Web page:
Planning Commission votes to delay discussing rule until focus group reports
Written by The Flat Hat|
January 23, 2009
The Williamsburg Planning Commission voted Dec. 17 to delay discussions of proposed changes to the three-person housing rule until after a focus group commissioned by the City Council releases its recommendations. The release could take several months.
Current city ordinances bar more than three unrelated people from living in a single unit together. The proposed changes would allow for some domiciles to house four unrelated people if certain conditions, including sufficient parking and square footage, are met.
Multiple Planning Commission members spoke against having the discussions before the focus group released its recommendations, calling it wasteful.
“I want to refuse the assignment now,” commission member Jim Joseph said. “Any effort of anything going on in parallel is going to be a problem for us.”
Commission member Greg Ballentine agreed.
“I think we have the cart before the horse here,” he said.
Planning Commission Chairman Douglas Pons differed in his opinion, arguing that parallel discussions are not futile.
“Now that there is a draft ordinance, and now that the council has given it back to us for discussion, part of our responsibility is to have that discussion,” he said. “One of the problems I have with putting the timeline on it is it takes us out of the discussion, and I think that there may be some opportunities and benefits for us to have the potential for some discussion somewhere down the line.”
Commission member Elaine McBeth cautioned that the focus group is not an avenue of public discussion, but agreed that the Planning Commission cannot move ahead until it receives the group’s report.
“The focus group is not, as I read it, going to be the place where there’s public forums,” she said. “We are the source for general public information, but until we get the report out of the focus group, I don’t think this can be any conclusion to what we do.”
Commission member Sean Driscoll said the problems with the proposal are not the city’s problems and should therefore be undertaken by the administration of the College of William and Mary.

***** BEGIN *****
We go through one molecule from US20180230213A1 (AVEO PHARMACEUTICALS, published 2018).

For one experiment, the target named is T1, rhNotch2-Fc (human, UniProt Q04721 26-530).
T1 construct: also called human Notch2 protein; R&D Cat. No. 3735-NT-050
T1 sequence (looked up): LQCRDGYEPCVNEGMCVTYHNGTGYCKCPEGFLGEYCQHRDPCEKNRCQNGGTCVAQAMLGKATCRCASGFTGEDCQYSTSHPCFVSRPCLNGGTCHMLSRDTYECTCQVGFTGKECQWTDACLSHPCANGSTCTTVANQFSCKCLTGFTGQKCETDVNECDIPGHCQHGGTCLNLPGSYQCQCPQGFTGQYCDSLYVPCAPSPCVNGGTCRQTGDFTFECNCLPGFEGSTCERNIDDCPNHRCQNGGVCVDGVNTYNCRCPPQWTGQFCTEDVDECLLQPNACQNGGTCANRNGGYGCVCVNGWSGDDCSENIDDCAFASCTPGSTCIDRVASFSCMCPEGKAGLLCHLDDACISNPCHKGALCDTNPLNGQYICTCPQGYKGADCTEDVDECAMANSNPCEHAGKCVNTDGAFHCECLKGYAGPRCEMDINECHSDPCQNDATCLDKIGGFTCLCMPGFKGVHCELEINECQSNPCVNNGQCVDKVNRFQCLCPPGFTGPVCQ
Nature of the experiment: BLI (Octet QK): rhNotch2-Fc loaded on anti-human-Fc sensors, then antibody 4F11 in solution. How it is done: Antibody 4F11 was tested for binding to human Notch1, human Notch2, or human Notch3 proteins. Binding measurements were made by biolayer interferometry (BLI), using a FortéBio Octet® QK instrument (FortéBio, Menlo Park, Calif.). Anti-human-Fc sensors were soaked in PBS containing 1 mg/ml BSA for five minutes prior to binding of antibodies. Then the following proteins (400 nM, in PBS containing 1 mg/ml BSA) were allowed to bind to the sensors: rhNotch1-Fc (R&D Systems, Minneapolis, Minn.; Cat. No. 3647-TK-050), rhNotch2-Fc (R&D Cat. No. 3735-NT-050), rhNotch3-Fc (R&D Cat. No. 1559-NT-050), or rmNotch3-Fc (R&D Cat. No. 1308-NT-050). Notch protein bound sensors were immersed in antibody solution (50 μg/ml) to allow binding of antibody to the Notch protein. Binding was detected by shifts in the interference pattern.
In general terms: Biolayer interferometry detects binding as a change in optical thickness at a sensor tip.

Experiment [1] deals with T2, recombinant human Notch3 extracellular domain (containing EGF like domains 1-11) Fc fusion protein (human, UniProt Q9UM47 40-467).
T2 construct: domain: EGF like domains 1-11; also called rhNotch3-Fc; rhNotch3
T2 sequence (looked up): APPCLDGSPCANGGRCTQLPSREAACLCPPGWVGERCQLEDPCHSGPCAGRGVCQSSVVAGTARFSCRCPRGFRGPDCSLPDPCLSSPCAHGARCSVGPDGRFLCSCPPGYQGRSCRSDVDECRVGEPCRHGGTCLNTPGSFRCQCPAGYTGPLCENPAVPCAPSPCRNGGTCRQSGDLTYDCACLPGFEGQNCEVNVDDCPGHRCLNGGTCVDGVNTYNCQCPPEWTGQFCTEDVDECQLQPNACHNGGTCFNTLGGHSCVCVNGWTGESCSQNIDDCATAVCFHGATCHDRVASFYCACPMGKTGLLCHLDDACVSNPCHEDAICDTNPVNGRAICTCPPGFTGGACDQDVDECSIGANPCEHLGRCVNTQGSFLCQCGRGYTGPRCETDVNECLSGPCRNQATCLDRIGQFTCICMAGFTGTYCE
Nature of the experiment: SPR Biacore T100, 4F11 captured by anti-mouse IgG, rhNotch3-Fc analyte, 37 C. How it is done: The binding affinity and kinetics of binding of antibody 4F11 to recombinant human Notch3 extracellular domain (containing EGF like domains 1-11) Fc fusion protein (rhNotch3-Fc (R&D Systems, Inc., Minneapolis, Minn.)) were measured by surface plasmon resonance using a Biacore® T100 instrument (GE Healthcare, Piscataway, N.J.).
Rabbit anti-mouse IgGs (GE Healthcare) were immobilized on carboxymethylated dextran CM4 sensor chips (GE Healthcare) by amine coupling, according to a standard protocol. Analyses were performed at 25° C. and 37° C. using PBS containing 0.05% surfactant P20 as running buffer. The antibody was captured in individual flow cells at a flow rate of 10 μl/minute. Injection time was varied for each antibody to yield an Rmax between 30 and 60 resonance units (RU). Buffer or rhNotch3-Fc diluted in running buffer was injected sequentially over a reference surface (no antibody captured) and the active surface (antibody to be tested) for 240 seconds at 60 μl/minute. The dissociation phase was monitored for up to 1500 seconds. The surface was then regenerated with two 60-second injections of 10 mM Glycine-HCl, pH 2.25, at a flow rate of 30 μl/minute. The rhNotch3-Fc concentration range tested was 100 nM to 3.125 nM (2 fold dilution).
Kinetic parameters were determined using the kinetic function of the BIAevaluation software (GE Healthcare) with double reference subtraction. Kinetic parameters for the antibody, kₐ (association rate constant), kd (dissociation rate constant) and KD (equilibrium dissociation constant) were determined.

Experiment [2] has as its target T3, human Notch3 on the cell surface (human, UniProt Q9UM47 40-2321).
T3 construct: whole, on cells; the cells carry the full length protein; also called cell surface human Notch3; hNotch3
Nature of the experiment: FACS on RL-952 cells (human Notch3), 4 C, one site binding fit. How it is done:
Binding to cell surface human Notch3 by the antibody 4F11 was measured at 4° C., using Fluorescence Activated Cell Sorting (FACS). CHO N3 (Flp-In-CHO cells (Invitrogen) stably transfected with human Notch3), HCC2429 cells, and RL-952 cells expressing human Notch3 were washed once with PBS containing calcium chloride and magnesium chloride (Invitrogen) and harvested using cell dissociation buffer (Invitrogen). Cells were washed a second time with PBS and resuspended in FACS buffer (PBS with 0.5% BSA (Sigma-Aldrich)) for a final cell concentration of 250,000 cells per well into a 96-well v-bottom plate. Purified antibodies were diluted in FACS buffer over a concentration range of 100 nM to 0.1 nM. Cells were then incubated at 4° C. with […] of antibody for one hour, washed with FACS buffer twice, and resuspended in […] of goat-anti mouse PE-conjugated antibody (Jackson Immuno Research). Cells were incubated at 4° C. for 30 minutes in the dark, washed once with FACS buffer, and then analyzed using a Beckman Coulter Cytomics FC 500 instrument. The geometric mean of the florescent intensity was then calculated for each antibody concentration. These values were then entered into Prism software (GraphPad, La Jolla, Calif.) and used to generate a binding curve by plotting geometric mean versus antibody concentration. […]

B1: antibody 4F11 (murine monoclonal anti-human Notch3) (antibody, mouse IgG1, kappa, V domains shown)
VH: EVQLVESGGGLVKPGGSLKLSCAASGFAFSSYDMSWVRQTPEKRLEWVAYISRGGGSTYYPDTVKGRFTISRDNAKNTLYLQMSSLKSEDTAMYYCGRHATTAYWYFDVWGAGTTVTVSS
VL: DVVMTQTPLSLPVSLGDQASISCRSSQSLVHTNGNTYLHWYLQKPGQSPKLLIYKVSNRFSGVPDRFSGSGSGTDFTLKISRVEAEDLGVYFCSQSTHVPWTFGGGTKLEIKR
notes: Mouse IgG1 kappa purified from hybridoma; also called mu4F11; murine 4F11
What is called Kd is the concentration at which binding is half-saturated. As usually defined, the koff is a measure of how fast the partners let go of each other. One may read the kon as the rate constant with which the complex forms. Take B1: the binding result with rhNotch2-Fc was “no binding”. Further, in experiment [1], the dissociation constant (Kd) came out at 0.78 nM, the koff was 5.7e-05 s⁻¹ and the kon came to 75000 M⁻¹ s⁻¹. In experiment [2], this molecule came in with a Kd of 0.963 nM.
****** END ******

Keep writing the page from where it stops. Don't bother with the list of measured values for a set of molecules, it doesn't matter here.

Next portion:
“We’re wasting our time,” he said. “We could have one work session, we could have six work sessions. We’re not going to solve this issue. We need to go back to the College, we need to say, ‘What are your long-term plans? Do you need student housing? Where do you need it?’”
The commission ultimately voted 5-1 to delay discussing the proposal until after the focus group releases its report and recommendations. Pons provided the dissenting vote.
“I certainly understand why they made that decision,” Student Assembly President Valerie Hopkins ’09 said yesterday, adding that she has “mixed feelings.”
She hopes the talks will progress quickly so that students looking for housing next year may be able to legally live.
Several city residents also spoke against the proposal during the meeting’s open forum.
Williamsburg resident Bill Dell told the commission that working parallel to the focus group was a waste.
“I have to be honest with you, I find this untenable,” he said before the commission voted to delay discussions. “We have not had any comment from the public as to whether or not we are going to … approach changing the rule. And for the Planning Commission to have to go through the work and for the Zoning Commission … to authorize the changing of the zoning based on the premise that we’re going to have some change to the occupancy regulations, to me, is just a waste of time.”
Dell also argued that allowing more students to live in city neighborhoods would negatively effect the local economy and would be difficult to control.
Williamsburg resident Charles Ridinger spoke at length about a rental house on his street that he says is occupied by two football players.
“The traffic on our dead-end street is hard to believe,” he said, referring to Canterbury We are not very happy with students renting in the city of Williamsburg.”
Dell cautioned against moving too quickly on the proposal.
“I just don’t think it’s right and although it may not be politically correct to say this, it doesn’t pass the smell test to me,” he said. “It seems to me like we are trying to push through something.”